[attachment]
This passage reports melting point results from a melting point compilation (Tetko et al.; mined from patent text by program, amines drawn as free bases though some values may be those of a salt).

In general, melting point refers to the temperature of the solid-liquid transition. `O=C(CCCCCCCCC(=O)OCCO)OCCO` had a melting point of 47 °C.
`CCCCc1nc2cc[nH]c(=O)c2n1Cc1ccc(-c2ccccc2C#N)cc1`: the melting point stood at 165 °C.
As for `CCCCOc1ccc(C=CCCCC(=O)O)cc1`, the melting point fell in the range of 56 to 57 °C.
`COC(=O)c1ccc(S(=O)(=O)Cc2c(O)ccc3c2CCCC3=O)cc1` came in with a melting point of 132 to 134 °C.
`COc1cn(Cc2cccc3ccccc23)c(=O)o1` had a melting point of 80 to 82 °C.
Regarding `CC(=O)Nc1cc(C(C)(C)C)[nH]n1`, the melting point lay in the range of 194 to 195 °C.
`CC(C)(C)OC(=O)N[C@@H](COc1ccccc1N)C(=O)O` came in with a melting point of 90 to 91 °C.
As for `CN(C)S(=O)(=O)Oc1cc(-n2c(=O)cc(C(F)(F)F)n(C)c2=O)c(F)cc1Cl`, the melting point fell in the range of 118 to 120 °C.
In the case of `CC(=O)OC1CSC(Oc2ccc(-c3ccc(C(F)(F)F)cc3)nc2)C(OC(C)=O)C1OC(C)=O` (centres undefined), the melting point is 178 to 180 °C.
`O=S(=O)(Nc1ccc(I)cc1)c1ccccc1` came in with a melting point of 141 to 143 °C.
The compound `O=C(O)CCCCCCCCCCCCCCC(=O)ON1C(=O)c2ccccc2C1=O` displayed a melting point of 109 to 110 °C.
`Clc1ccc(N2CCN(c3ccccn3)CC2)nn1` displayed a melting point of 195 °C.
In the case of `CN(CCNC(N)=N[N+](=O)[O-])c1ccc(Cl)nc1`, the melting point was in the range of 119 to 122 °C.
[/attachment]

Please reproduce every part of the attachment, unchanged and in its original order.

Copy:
This passage reports melting point results from a melting point compilation (Tetko et al.; mined from patent text by program, amines drawn as free bases though some values may be those of a salt).

In general, melting point refers to the temperature of the solid-liquid transition. `O=C(CCCCCCCCC(=O)OCCO)OCCO` had a melting point of 47 °C.
`CCCCc1nc2cc[nH]c(=O)c2n1Cc1ccc(-c2ccccc2C#N)cc1`: the melting point stood at 165 °C.
As for `CCCCOc1ccc(C=CCCCC(=O)O)cc1`, the melting point fell in the range of 56 to 57 °C.
`COC(=O)c1ccc(S(=O)(=O)Cc2c(O)ccc3c2CCCC3=O)cc1` came in with a melting point of 132 to 134 °C.
`COc1cn(Cc2cccc3ccccc23)c(=O)o1` had a melting point of 80 to 82 °C.
Regarding `CC(=O)Nc1cc(C(C)(C)C)[nH]n1`, the melting point lay in the range of 194 to 195 °C.
`CC(C)(C)OC(=O)N[C@@H](COc1ccccc1N)C(=O)O` came in with a melting point of 90 to 91 °C.
As for `CN(C)S(=O)(=O)Oc1cc(-n2c(=O)cc(C(F)(F)F)n(C)c2=O)c(F)cc1Cl`, the melting point fell in the range of 118 to 120 °C.
In the case of `CC(=O)OC1CSC(Oc2ccc(-c3ccc(C(F)(F)F)cc3)nc2)C(OC(C)=O)C1OC(C)=O` (centres undefined), the melting point is 178 to 180 °C.
`O=S(=O)(Nc1ccc(I)cc1)c1ccccc1` came in with a melting point of 141 to 143 °C.
The compound `O=C(O)CCCCCCCCCCCCCCC(=O)ON1C(=O)c2ccccc2C1=O` displayed a melting point of 109 to 110 °C.
`Clc1ccc(N2CCN(c3ccccn3)CC2)nn1` displayed a melting point of 195 °C.
In the case of `CN(CCNC(N)=N[N+](=O)[O-])c1ccc(Cl)nc1`, the melting point was in the range of 119 to 122 °C.